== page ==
The nun was dead. Her body lay on the lawn outside Gracie Mansion, the home of New York City's mayor, and it wasn't alone. There were four of them altogether. They'd been killed at different times, in different places, and dumped there. There should have been five - but the boy was missing. Jonah Quill, blind since birth, sat in a car driven by a killer and wondered where they were going. Though he was blind, Jonah saw more than most people did. It was his secret, and he was counting on that to save his life.
Detective Kathy Mallory was counting on herself to save his life. It took her a while to realize that the missing-person case she was pursuing was so intimately connected to the massacre on the mayor's lawn. But there was something about the boy she was searching for that reminded her of herself all those years ago, when she was an orphan adrift in a world over which she had little control, and determined never to let that happen again. She would find him - she just hoped it'd be in time.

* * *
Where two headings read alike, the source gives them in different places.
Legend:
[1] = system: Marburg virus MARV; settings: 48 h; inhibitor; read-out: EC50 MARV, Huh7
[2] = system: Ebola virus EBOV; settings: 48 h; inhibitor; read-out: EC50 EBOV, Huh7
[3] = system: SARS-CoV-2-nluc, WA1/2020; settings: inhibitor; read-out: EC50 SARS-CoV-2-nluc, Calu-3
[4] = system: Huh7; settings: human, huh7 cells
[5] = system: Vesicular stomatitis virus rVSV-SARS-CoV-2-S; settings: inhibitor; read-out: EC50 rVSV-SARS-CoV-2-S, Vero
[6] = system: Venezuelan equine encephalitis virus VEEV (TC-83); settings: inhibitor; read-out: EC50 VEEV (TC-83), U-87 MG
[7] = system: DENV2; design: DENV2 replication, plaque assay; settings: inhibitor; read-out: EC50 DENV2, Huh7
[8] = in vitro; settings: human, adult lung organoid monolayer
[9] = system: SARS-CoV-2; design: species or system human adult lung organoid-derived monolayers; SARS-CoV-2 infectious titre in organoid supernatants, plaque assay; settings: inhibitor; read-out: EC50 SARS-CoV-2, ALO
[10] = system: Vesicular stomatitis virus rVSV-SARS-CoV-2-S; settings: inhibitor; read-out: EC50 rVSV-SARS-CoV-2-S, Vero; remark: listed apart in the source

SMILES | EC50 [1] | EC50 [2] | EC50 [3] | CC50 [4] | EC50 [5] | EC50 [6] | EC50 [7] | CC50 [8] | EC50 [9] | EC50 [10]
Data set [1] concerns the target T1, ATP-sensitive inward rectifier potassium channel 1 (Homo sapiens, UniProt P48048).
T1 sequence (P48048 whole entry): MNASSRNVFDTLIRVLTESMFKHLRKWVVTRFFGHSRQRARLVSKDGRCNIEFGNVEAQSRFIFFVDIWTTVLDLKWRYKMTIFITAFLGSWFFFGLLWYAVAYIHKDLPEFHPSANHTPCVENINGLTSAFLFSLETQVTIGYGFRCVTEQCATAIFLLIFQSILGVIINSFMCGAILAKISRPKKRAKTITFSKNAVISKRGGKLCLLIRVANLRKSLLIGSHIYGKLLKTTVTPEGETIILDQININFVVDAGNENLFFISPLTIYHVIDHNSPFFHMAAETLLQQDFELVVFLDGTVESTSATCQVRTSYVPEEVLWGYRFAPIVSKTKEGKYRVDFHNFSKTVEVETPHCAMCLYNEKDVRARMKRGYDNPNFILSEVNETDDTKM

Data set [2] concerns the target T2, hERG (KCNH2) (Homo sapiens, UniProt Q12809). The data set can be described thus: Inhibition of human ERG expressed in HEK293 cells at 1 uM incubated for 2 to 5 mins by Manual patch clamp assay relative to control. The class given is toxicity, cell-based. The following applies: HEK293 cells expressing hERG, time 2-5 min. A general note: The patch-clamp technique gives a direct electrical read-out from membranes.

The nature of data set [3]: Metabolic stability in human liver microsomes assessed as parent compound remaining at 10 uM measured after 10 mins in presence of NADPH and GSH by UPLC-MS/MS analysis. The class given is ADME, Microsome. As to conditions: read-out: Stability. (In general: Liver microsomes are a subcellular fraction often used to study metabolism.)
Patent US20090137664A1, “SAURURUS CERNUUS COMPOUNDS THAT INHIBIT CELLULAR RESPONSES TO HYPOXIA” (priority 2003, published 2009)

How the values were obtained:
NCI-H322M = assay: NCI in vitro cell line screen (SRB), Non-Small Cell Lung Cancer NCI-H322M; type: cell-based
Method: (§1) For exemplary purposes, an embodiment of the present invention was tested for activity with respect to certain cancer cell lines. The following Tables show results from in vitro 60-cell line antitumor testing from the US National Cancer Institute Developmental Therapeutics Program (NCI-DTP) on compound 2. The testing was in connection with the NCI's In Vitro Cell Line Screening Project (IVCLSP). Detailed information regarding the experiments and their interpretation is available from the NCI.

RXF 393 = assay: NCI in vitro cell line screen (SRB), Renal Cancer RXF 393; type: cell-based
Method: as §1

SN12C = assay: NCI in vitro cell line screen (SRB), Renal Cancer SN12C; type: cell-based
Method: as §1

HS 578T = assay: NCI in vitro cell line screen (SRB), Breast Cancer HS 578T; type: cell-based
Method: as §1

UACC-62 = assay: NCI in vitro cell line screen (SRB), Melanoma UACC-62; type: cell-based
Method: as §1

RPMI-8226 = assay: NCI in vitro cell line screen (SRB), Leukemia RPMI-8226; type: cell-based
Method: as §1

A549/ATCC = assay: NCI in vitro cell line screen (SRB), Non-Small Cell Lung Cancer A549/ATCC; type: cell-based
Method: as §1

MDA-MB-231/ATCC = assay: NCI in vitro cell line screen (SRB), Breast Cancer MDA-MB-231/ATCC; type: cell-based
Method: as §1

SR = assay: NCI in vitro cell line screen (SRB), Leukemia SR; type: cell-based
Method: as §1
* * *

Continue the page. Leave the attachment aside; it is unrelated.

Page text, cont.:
©2016 Carol O'Connell (P)2016 Recorded Books
This book left me bored beyond belief. I kept waiting for the storyline to grab me... But, it never did. I'm not sure if the storyline is the problem or if the narrator is the problem. I will say that the narrator makes the story sound like a sing-song fairytale!
Mallory is back in a big way. The plot of the book is gripping, character development interesting, with enough surprises to keep me from wanting to "put the book down"--in fact l stayed up all night listening to chapters 16-33.
The narrator's voice at times is just a jumble of words. Very hard to clearly understand. The constant rise and fall of her voice is annoying. George Guidall would have done a much job.
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